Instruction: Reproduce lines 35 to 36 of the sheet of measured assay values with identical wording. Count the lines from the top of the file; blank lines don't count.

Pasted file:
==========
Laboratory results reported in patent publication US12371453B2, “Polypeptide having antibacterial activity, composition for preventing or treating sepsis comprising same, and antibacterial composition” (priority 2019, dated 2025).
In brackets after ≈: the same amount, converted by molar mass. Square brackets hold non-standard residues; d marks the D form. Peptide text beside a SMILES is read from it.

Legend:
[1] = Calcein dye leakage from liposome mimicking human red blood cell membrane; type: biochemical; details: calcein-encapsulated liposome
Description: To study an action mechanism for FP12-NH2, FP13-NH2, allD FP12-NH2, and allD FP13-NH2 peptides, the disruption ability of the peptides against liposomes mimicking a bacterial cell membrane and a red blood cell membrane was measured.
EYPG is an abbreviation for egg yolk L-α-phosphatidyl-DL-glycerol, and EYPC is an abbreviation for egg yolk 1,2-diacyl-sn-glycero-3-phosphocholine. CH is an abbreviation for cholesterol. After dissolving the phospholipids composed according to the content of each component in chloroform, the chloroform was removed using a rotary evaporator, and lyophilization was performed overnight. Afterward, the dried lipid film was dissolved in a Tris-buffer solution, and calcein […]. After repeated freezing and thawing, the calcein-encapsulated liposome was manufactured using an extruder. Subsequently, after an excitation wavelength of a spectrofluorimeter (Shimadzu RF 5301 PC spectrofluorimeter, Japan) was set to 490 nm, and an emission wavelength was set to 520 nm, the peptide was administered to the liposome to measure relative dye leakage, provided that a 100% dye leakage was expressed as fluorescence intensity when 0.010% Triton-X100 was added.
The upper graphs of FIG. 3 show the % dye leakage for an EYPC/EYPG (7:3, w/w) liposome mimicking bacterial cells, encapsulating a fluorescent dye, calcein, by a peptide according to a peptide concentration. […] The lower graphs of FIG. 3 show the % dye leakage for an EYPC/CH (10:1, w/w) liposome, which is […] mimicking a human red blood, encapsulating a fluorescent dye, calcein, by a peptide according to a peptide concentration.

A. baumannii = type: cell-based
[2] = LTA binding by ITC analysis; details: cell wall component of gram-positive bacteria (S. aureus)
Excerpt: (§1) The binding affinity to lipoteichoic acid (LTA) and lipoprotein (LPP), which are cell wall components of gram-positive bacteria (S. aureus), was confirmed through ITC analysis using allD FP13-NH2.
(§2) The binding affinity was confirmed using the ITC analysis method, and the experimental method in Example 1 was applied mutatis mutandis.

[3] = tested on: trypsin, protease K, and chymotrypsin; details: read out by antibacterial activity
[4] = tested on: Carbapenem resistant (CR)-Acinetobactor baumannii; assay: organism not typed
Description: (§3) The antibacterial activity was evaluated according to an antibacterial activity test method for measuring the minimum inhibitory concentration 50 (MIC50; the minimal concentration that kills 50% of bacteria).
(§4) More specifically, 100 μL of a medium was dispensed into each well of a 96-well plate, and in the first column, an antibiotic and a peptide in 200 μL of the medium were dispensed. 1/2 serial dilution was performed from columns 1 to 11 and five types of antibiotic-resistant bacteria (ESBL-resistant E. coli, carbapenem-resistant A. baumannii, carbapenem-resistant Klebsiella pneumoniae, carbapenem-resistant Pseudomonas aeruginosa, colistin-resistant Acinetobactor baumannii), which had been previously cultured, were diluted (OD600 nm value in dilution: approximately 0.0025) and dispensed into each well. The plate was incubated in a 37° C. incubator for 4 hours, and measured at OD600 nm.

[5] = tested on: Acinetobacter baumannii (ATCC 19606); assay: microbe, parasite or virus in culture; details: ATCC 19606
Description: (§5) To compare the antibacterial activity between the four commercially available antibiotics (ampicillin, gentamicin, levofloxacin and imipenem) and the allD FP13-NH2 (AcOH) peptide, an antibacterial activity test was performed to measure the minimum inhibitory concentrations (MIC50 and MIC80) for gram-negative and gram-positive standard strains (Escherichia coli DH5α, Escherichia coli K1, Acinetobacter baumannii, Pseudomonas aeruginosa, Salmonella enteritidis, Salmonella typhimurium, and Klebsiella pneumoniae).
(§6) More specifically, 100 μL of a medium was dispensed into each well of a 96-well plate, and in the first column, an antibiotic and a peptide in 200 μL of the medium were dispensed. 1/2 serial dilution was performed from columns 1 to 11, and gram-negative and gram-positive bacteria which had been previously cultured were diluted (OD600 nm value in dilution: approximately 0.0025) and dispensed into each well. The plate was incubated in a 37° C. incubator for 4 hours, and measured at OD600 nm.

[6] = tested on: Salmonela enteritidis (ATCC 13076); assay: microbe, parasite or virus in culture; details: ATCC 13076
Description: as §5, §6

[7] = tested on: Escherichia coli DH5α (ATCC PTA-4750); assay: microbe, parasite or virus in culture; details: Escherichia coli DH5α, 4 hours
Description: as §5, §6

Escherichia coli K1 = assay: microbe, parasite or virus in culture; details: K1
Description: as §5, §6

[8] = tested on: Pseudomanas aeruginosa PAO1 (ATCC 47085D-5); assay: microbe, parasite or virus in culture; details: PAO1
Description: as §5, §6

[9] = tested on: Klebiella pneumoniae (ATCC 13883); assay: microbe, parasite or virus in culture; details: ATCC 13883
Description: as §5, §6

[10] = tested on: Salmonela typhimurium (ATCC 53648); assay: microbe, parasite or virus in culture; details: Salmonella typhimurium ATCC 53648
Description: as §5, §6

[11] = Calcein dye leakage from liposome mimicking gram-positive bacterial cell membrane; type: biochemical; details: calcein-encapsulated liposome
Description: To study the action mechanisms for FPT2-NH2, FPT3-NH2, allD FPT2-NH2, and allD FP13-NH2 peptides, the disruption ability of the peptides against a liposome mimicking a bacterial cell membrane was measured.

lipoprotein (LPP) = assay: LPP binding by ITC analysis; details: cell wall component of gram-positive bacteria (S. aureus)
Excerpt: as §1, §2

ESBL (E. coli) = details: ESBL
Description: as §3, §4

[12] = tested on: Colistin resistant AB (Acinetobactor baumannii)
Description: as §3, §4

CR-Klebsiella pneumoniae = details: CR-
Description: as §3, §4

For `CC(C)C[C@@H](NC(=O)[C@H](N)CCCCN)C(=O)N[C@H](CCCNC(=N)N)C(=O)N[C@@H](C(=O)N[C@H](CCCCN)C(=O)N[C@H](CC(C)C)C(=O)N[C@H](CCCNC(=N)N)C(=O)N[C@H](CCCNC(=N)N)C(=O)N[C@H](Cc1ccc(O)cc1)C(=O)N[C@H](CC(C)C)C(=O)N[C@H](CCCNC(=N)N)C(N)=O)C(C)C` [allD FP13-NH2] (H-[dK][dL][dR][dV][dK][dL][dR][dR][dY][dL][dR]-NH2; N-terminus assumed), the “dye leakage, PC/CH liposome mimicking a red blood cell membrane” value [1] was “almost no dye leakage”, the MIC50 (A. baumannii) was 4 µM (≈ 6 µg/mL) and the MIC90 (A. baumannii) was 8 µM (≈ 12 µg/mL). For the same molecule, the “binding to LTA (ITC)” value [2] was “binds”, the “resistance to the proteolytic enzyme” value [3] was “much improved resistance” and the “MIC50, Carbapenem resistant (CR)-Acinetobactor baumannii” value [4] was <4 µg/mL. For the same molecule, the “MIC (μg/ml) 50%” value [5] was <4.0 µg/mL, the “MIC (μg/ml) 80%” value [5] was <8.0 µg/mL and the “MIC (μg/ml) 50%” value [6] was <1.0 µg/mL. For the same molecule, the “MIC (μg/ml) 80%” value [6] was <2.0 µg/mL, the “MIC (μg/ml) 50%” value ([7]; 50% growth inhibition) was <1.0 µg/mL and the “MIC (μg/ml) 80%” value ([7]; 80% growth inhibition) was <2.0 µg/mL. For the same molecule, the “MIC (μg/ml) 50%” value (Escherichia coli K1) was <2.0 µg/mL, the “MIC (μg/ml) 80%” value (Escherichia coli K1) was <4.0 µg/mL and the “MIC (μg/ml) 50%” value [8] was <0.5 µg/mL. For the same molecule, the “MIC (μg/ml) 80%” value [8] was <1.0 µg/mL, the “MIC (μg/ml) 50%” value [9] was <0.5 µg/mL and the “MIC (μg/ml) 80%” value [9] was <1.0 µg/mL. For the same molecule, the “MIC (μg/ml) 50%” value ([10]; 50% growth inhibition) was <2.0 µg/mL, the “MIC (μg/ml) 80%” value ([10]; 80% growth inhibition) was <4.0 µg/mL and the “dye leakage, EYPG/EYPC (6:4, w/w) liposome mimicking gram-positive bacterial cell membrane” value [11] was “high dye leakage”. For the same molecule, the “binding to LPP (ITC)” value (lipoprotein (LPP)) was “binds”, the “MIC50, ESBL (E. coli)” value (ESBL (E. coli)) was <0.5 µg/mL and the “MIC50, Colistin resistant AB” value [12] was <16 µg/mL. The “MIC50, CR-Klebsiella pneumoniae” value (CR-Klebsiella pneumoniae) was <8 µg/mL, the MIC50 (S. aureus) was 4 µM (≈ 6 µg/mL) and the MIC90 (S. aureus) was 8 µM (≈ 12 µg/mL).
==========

ESBL (E. coli) = details: ESBL
Description: as §3, §4